This is one of the main problems for me- managing my expectations. I am self-aware enough to realise that I tend towards the introverted, which naturally leads to a smaller friend group, but within that broad label how much can I improve or reorient?

Pay close attention to the habits you’re forming, because before you know it, you have organized your life in a way that doesn’t allow for the kind of friends that you would like to have.

William Rawlins

The behemoth self-help industry is founded on there being practical steps to tackle any problem, but as Brian Little and his research suggests, pushing yourself to act out of your comfort zone for too long or too often has a physical and emotional cost, making you feel drained and anxious. It’s anecdotal evidence but I definitely found that when I was teaching at a secondary school, I had to push myself to be extroverted in front of my classes and with my students and, after a few years, I felt worn out. My nerves were frayed and I had little social energy left for my life outside work. So incremental differences are key, for me small adaptations work best- more meeting for coffee with a new friend than assembling a Kardashian level social schedule.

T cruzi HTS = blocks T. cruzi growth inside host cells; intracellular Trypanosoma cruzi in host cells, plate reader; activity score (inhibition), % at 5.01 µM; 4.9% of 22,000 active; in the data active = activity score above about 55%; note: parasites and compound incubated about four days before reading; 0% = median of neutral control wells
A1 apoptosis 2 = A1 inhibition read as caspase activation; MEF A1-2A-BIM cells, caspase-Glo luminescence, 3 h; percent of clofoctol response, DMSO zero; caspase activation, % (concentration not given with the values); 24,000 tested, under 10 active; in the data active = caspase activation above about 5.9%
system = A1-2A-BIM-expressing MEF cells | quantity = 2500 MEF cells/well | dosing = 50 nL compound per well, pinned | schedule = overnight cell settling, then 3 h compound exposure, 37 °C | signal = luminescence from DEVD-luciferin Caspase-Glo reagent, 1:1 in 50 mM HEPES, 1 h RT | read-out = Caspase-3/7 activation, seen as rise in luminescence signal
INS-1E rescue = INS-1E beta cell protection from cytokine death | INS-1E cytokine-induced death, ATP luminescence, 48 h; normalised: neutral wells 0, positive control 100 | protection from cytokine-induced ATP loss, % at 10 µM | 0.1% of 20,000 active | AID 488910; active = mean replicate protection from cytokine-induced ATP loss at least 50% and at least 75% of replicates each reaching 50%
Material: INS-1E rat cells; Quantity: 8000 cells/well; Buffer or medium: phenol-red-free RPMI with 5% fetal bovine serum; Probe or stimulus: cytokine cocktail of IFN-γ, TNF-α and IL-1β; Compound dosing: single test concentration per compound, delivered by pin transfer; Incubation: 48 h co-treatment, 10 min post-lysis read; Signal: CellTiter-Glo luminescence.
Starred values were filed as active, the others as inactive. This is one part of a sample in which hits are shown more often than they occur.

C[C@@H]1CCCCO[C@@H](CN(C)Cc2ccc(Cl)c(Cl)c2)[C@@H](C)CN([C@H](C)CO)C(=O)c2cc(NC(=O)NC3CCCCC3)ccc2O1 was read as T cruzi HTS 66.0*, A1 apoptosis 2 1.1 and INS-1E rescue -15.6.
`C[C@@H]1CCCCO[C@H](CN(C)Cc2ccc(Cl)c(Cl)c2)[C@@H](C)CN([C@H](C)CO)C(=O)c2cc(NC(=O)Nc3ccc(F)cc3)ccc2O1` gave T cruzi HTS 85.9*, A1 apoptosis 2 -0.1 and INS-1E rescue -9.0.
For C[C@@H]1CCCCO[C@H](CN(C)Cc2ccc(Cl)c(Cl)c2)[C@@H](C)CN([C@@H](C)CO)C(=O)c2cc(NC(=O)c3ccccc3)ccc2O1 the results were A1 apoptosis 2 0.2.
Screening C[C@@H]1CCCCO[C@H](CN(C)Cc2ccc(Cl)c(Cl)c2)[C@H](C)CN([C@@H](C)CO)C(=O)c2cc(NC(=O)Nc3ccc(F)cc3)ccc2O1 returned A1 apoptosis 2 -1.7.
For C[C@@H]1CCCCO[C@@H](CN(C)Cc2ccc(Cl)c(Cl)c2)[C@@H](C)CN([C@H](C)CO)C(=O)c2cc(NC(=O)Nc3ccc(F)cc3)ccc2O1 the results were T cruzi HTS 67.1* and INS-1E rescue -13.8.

Research into genetics and personality formation in the 80s suggested that our main character traits are partially inheritable and are certainly set quite early in childhood. Although these findings are still constantly being debated, it seems likely that drastic changes to our personality may never be possible, but definitely become more difficult as we move past the physical developments of our adolescence and settle into our adult life choices. My initial question- am I too old to change?- therefore, is really a dead end. In many ways, I have been too old to change since I learnt to talk and circumstances only further set my traits during high school. I am extremely late to this party.